The Air Force has told veteran whistle-blower A. Ernest Fitzgerald that he will lose his security clearance unless he signs a secrecy agreement within 30 days, and that his work with a House oversight committee will be severely restricted.
Fitzgerald has refused to sign the agreement and could lose his job, which requires access to top-secret documents, if his security clearance is revoked. He received the warnings in letters from the Air Force shortly before 5 p.m. Thursday.
Fitzgerald described the secrecy agreement yesterday as a "gag order" that prevents employes from releasing "classified and classifiable" information.
Fitzgerald said the service has also terminated a 3-year-old agreement that allowed him to periodically assist in defense-fraud investigations by Rep. John D. Dingell (D-Mich.), chairman of the Energy and Commerce Committee and its oversight subcommittee.
"They clearly decided to shut me down and to shut Dingell down by putting the gag order on me," Fitzgerald said in an interview. "This could go to releasing information to congressmen and senators."
Dingell, in a recent letter, quoted Steven Garfinkle, the federal official in charge of the secrecy program, as saying that the White House authorized it to prevent "leaks."
Dingell also quoted Garfinkle as saying, at a meeting with Fitzgerald and a Dingell aide, that the new form was designed to "simplify going after someone."
The dispute is the latest chapter in a long-running battle between Fitzgerald and his Air Force superiors. Fitzgerald gained national attention in 1969 when he was fired by the Nixon administration for disclosing cost overruns on the C5A cargo plane. After a long legal battle, a federal court ordered Fitzgerald reinstated as a "management systems deputy" in 1982.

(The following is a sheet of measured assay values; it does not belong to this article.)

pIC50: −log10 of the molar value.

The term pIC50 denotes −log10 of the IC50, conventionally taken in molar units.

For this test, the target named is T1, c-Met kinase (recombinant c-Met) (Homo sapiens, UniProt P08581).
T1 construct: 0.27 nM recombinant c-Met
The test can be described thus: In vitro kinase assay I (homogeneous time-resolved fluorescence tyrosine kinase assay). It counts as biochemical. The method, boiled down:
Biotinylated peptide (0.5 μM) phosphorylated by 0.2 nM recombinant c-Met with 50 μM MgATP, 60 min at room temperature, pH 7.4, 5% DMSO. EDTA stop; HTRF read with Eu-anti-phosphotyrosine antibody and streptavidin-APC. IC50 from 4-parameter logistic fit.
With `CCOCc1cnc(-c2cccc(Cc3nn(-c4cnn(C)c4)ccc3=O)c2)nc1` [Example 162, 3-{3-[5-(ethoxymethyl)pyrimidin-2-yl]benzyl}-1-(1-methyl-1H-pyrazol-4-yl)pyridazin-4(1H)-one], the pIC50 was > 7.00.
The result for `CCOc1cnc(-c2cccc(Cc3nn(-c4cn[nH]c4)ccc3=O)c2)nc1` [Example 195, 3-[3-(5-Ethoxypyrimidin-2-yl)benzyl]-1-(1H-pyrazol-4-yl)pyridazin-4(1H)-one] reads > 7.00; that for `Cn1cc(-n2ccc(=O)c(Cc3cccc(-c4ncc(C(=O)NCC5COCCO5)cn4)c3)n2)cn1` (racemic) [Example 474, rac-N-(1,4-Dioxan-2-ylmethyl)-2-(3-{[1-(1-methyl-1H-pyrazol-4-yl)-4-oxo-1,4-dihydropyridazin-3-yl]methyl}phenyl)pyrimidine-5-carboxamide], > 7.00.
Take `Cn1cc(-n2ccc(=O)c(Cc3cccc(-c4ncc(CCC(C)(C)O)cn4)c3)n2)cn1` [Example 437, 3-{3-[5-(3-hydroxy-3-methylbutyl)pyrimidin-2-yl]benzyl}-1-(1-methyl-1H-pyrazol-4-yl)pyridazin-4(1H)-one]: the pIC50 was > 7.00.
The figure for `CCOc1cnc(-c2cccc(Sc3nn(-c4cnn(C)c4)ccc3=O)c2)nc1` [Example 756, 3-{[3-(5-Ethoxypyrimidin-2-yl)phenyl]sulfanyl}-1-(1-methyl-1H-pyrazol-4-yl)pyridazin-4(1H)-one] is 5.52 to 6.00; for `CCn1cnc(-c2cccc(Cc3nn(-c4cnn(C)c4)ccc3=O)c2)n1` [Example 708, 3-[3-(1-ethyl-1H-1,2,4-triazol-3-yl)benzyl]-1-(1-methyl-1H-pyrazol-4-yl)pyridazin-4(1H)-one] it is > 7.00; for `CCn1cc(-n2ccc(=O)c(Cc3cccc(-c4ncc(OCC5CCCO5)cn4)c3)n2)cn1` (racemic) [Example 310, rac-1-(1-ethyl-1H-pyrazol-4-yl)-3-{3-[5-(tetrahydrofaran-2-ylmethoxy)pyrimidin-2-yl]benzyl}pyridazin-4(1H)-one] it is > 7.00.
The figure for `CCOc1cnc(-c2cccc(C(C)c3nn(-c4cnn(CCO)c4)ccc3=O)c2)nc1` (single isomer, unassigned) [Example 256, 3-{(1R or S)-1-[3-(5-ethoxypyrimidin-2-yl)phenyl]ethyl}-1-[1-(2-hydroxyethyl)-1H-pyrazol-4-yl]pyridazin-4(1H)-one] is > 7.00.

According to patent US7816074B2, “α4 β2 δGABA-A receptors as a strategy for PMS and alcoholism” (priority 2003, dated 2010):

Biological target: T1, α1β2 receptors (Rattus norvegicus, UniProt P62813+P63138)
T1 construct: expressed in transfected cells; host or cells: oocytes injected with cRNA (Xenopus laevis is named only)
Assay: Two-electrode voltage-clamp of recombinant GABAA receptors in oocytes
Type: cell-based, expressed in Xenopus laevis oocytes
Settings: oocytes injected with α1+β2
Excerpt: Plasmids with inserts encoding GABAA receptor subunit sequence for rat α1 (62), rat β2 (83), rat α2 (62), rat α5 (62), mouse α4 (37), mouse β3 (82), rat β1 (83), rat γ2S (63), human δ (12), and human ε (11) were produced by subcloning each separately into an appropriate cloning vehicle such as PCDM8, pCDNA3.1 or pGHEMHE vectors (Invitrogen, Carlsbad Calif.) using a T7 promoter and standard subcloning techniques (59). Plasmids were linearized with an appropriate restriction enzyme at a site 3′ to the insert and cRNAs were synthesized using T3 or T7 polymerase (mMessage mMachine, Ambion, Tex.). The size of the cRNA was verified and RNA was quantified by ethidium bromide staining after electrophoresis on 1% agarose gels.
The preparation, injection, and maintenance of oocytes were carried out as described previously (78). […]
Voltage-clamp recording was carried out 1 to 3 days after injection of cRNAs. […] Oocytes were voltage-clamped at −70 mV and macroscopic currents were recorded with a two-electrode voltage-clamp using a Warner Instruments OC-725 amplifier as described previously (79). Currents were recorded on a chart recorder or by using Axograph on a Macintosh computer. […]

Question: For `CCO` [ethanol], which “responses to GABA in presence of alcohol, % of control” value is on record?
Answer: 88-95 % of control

Lt. Gen. Claudius E. Watts III, the Air Force comptroller, told Fitzgerald in one letter that failure to sign the secrecy agreement "will result in suspension of your access to classified information and continuation of procedures leading to revocation of your security clearance." Officials say that 1.5 million Pentagon employes have signed the agreement, but Fitzgerald has refused since December to sign.
Sen. Charles E. Grassley (R-Iowa) said in a recent letter to Air Force Secretary Edward C. Aldridge Jr. that the secrecy forms could have a "chilling effect" on "legitimate disclosures of nonclassified information to Congress by government employes."
The second letter from Watts revokes a 1985 agreement between Dingell and former Air Force secretary Verne Orr that has allowed Fitzgerald to assist the congressman on investigations of the MX missile and other probes. "I will not include congressional assistance . . . in your work plan," Watts told Fitzgerald.
The Associated Press quoted Col. Peter Sloan, the Air Force spokesman, as saying that the change will not prevent Fitzgerald from working with Dingell's committee, but that "there is a difference in regard to the type of access he will receive. Congressional staffers get the same access under different procedures. It might take a little bit longer.
"When he goes into the field, he can no longer identify himself as a senior Air Force official, but will have to identify himself as a congressional staffer" when he is working with Dingell's panel, Sloan said.
Fitzgerald, who charged that a recent reorganization of his office left him with little to do, said the Air Force appears determined to silence him.